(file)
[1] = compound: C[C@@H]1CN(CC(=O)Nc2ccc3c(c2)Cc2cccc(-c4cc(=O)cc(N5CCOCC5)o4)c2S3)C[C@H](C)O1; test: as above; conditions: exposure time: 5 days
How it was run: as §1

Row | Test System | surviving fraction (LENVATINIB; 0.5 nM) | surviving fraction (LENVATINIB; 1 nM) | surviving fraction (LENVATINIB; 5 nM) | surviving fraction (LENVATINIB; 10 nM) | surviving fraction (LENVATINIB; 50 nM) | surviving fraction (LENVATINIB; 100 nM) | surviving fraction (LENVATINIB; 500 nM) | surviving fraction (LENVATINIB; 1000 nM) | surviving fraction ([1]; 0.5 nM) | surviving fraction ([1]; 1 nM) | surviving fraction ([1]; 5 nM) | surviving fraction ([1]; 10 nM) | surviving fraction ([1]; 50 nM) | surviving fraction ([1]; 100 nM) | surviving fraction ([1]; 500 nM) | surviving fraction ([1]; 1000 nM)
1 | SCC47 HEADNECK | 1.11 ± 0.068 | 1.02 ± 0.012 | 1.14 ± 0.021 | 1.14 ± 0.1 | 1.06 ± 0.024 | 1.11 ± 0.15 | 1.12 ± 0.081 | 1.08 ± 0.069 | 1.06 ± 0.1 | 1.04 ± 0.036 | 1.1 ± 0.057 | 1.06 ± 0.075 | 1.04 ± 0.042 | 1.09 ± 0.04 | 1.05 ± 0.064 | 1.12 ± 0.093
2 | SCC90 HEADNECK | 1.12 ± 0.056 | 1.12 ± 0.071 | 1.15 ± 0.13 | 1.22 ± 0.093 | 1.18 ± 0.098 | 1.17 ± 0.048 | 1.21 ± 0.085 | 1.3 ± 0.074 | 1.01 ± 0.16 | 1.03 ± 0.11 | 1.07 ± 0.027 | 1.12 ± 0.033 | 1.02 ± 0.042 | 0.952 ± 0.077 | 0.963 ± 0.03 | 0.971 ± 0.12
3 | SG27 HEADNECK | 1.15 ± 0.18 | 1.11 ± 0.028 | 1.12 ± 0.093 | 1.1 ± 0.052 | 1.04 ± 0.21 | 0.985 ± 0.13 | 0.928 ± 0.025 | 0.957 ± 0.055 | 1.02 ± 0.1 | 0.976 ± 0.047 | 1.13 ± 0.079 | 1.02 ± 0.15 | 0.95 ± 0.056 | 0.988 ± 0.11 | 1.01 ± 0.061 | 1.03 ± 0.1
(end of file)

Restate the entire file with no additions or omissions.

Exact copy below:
[1] = compound: C[C@@H]1CN(CC(=O)Nc2ccc3c(c2)Cc2cccc(-c4cc(=O)cc(N5CCOCC5)o4)c2S3)C[C@H](C)O1; test: as above; conditions: exposure time: 5 days
How it was run: as §1

Row | Test System | surviving fraction (LENVATINIB; 0.5 nM) | surviving fraction (LENVATINIB; 1 nM) | surviving fraction (LENVATINIB; 5 nM) | surviving fraction (LENVATINIB; 10 nM) | surviving fraction (LENVATINIB; 50 nM) | surviving fraction (LENVATINIB; 100 nM) | surviving fraction (LENVATINIB; 500 nM) | surviving fraction (LENVATINIB; 1000 nM) | surviving fraction ([1]; 0.5 nM) | surviving fraction ([1]; 1 nM) | surviving fraction ([1]; 5 nM) | surviving fraction ([1]; 10 nM) | surviving fraction ([1]; 50 nM) | surviving fraction ([1]; 100 nM) | surviving fraction ([1]; 500 nM) | surviving fraction ([1]; 1000 nM)
1 | SCC47 HEADNECK | 1.11 ± 0.068 | 1.02 ± 0.012 | 1.14 ± 0.021 | 1.14 ± 0.1 | 1.06 ± 0.024 | 1.11 ± 0.15 | 1.12 ± 0.081 | 1.08 ± 0.069 | 1.06 ± 0.1 | 1.04 ± 0.036 | 1.1 ± 0.057 | 1.06 ± 0.075 | 1.04 ± 0.042 | 1.09 ± 0.04 | 1.05 ± 0.064 | 1.12 ± 0.093
2 | SCC90 HEADNECK | 1.12 ± 0.056 | 1.12 ± 0.071 | 1.15 ± 0.13 | 1.22 ± 0.093 | 1.18 ± 0.098 | 1.17 ± 0.048 | 1.21 ± 0.085 | 1.3 ± 0.074 | 1.01 ± 0.16 | 1.03 ± 0.11 | 1.07 ± 0.027 | 1.12 ± 0.033 | 1.02 ± 0.042 | 0.952 ± 0.077 | 0.963 ± 0.03 | 0.971 ± 0.12
3 | SG27 HEADNECK | 1.15 ± 0.18 | 1.11 ± 0.028 | 1.12 ± 0.093 | 1.1 ± 0.052 | 1.04 ± 0.21 | 0.985 ± 0.13 | 0.928 ± 0.025 | 0.957 ± 0.055 | 1.02 ± 0.1 | 0.976 ± 0.047 | 1.13 ± 0.079 | 1.02 ± 0.15 | 0.95 ± 0.056 | 0.988 ± 0.11 | 1.01 ± 0.061 | 1.03 ± 0.1